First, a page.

- Age & Experience – Remember that when a driver reaches various age thresholds beginning at 25, you’ll be eligible for lower rates. Similarly when a new adult driver has been driving for five years or more, lower rates will generally be available.
How Much You Can Save By Switching
The average annual insurance premium paid in the U.S. was $889 for state minimum insurance and $1,009 overall, as of 2015. Insurers commonly claim you’ll save 10% - 20% by switching, which would represent savings of roughly $90 - $200 per year, based on those averages.
However, some companies suggest much more savings may be possible:
- Allstate has claimed an average savings of $400 a year, $473 if switching from GEICO.
- Progressive suggests that new customers may save an average of $550.
- 21st Century Insurance claims $474 a year in savings.
- GEICO famously claims 15 minutes could save you 15% or more on car insurance.
- State Farm claims potentially more than $500 in savings.
No single insurer will have the best rates for everyone, so not every shopper will save by switching to any one particular company. But saving money by switching is real; it’s just a matter of finding the car insurance company that’s the best match for you.
How to Switch Car Insurance Companies: 9 Tips
The actual act of switching car insurance companies is as about as easy as you could hope it to be: Buy a new policy and cancel your old one. But it’s the steps you take beforehand that ensure you’ll actually save money by making a switch. For the best results, here’s what you should do:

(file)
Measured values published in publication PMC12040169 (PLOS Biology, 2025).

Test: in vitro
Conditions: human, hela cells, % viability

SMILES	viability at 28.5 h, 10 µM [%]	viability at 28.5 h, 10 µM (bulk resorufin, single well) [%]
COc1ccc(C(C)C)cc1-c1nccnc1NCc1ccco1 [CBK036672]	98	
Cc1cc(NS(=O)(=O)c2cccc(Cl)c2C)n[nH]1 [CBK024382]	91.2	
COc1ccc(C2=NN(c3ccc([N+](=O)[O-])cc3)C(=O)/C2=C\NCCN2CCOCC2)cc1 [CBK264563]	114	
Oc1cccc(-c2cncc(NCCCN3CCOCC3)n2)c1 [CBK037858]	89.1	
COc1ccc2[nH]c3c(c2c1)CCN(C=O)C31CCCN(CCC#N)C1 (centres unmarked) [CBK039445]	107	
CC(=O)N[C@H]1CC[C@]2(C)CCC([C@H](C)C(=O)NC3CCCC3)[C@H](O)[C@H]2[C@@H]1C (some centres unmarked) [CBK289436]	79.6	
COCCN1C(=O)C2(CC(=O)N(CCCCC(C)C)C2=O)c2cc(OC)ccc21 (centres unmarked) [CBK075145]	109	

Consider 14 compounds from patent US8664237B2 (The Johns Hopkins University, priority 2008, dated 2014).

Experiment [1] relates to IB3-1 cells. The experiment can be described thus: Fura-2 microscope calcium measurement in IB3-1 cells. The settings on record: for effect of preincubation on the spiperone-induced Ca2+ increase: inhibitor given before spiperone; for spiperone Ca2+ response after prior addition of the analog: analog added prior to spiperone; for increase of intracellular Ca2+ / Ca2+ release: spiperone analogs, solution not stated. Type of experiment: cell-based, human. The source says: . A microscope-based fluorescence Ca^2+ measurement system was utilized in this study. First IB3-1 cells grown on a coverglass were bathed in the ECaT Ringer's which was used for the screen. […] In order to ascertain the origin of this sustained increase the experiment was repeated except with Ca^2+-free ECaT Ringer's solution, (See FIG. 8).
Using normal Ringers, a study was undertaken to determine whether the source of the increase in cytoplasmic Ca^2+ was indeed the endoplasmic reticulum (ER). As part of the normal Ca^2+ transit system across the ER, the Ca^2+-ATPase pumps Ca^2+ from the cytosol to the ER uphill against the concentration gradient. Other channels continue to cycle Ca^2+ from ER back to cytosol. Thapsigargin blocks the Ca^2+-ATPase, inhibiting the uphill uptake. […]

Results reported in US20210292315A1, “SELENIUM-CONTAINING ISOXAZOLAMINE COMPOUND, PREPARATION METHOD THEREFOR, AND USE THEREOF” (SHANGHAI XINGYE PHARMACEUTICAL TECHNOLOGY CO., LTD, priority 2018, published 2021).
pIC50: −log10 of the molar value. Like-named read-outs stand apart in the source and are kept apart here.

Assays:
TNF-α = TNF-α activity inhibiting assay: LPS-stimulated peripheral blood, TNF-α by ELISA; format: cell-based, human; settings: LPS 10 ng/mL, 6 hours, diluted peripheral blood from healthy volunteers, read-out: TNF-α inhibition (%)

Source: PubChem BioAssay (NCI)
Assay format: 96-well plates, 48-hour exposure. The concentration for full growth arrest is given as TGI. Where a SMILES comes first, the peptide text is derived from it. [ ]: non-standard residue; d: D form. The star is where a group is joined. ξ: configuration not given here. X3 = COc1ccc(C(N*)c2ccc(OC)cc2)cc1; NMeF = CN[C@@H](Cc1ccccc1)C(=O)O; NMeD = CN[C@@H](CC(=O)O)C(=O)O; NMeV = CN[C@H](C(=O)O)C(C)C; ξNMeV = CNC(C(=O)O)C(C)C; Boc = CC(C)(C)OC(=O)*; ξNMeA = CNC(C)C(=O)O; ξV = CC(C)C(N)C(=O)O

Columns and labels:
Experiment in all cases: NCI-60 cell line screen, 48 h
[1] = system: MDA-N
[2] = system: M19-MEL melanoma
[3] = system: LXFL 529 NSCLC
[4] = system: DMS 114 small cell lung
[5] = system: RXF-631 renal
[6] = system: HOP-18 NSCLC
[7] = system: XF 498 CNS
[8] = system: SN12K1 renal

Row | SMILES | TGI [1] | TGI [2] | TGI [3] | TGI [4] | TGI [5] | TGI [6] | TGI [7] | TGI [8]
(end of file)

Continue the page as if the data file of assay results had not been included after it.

- Find the most coverage you can afford – Getting the minimum coverage required will keep you out of trouble with the law, but it may not adequately protect you and your assets after an accident.
- Comparison shop – Make sure to get at least three quotes. Comparison tools like WalletHub’s car insurance quote generator make it easy to quickly weigh a wide range of options.
- Don’t overlook discounts – Several different discounts might be available to you – some big, some small. Learn more about them in our guide to car insurance discounts.
- Evaluate customer service – The ratings and reviews on WalletHub can help you learn and benefit from the experience of other consumers. Your state insurance commission may also be a good resource.
- Be honest on applications – Insurance companies have access to your driving and insurance claims history through your state DMV and databases like the LexisNexis CLUE Report, so it doesn’t pay to fib about accidents or tickets. If you give misleading information or withhold important information, your insurer is likely to find out and may increase your rates or drop you.
- See if your current insurer can match the best available deal – Your current insurance company may be willing to match or surpass the best offer you find from a competing company, so it never hurts to contact them before switching – especially if you’re already happy with their customer service.
- Avoid a lapse of even a day – Some states will find out quickly if you’ve gone without insurance. Hold off on canceling your previous policy until your new one comes into effect.
- Proactively cancel your old policy – Don’t simply stop paying. Officially cancel your coverage or they will consider your account in default. If you use automatic bill pay, watch your bank statement to make sure the withdrawals stop.
- Get your refund – If you’ve prepaid for your current term you’re entitled to a prorated refund of the unused portion. You may be charged a cancellation fee.
Finally, if you do switch insurance companies, don’t forget to update your insurance card. If you’re caught driving without proof of insurance, you can be fined, have your license suspended, or even go to jail.
Image: kurhan / Shutterstock and Robyn Mackenzie / Shutterstock